It’s absolutely true that great health begins with your mouth and what you choose to put into it. Below, we’ll take a look at the staggering sugar epidemic slamming our country, the seen and unseen effects of poor dental health, and finally (and on a much lighter note) if the size and shape of your teeth can really provide insight into your personality.
Sugar: America’s Addiction
Sugar: America’s Addiction is an eye-opening look at just how much sugar is included in what is often called the S.A.D. (Standard American Diet). With statistics such as the 733% increase in sugar consumption since the 1800s, it’s no wonder that our bodies are unable to process the staggering amounts of sugar we consume, leading to “diseases of affluence” such as Type II diabetes.
Today, sugar hides in plain sight in even the healthiest sounding of foods. As pointed out above, even your average fat free yogurt puts you 1/5th of your way through the average daily sugar allowance — 24 grams for women and 36 grams for men, as per the American Heart Association.
For Tooth’s Sake: Why Regular Dental Care Now Can Save You Big Later
Source: Family Dental Group
While the statistics regarding the disparities between those with and without dental insurance is rather unsurprising, the following graph should give pause to those without dental insurance when considering whether or not to make scheduled visits to the dentist part of their lifestyle (until/if more comprehensive health coverage can be achieved).
Much like our cars, we can choose to pay a little now or pay a lot more later. The average cost of a check-up, $78, seems quite paltry in comparison to the $600+ you’re likely to shell out on a crown or root canal.
Oral Health and Overall Health: Clearing the Air About Dental Care
This infographic really starts to place oral health in the larger scheme of the health (or lack of health) we experience as we age, with statistics showing that people with periodontal disease (gingivitus) are 3 times more likely to have a stroke, and that up to 50% of our population has mild to moderate gum disease.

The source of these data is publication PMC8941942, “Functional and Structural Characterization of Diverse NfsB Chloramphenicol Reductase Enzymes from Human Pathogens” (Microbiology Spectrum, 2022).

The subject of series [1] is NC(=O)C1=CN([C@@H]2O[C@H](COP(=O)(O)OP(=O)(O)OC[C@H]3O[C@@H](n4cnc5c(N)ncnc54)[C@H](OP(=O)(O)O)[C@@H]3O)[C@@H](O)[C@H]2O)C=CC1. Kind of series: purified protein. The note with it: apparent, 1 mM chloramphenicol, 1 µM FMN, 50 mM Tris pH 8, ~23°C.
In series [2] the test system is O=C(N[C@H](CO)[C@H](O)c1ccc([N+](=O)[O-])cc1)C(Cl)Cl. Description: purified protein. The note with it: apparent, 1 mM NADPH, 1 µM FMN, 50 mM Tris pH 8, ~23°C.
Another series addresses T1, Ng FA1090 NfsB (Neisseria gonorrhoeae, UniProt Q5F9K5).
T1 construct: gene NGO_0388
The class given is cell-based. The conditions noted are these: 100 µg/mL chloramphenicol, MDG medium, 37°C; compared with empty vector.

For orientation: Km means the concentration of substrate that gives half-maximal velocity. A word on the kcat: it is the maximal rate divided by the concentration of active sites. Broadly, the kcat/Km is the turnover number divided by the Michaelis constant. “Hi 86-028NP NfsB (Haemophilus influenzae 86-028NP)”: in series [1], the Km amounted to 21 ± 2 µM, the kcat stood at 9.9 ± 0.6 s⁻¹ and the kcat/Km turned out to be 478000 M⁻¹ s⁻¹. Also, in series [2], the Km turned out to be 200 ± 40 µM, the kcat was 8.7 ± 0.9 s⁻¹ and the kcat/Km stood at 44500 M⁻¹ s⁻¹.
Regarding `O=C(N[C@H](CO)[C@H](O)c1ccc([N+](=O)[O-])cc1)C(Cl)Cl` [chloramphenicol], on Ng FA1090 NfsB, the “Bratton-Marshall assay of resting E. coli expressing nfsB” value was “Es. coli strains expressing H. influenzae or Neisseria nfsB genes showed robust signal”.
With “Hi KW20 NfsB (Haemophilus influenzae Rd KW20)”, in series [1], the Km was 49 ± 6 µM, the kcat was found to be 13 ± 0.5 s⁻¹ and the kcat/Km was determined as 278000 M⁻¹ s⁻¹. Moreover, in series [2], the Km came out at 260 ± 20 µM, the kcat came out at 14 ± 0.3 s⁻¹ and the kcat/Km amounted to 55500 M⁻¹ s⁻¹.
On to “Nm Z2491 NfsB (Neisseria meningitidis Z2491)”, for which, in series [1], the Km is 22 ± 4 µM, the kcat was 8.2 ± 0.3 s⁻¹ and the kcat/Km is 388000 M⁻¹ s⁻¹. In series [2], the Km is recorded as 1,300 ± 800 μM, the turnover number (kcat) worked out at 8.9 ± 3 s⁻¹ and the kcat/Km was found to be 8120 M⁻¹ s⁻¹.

I found the statistic regarding diabetes and gum disease interesting, as I mentioned earlier the correlation between our staggering sugar consumption and the increase in diabetes, so it would only make sense that this sugar increase would also be correlated with gum disease as well. It’s important to note that proper health really does start with what you choose to place in your body.
Take Care of Your Teeth and They’ll Take Care of You
If the previous infographic didn’t send the message home regarding dental health vs. overall health, this one certainly will! In addition to more well known conditions such as heart disease and stroke, other consequences include bacterial skin infections on the face and even brain abscesses. Good dental care is truly a full body imperative.
Do Your Teeth Define Your Personality?
Source: Carrington College
After that frightening look at the very real consequences of not maintaining good dental health, you might be in need of a fun study to lighten the mood a bit. This infographic from Carrington College asks us to look inward — inside of our mouths and our psyches — to see what our teeth may have to say about who we are.
While at first the idea of a tooth’s shape having anything to say about your personality, remember that other studies correlate things like relative finger length to testosterone production, so the idea of our hormones controlling aspects of our outward appearance isn’t so far fetched.
Chris Smith is a freelance writer for Hanachi Orthodontics in Charlotte, NC.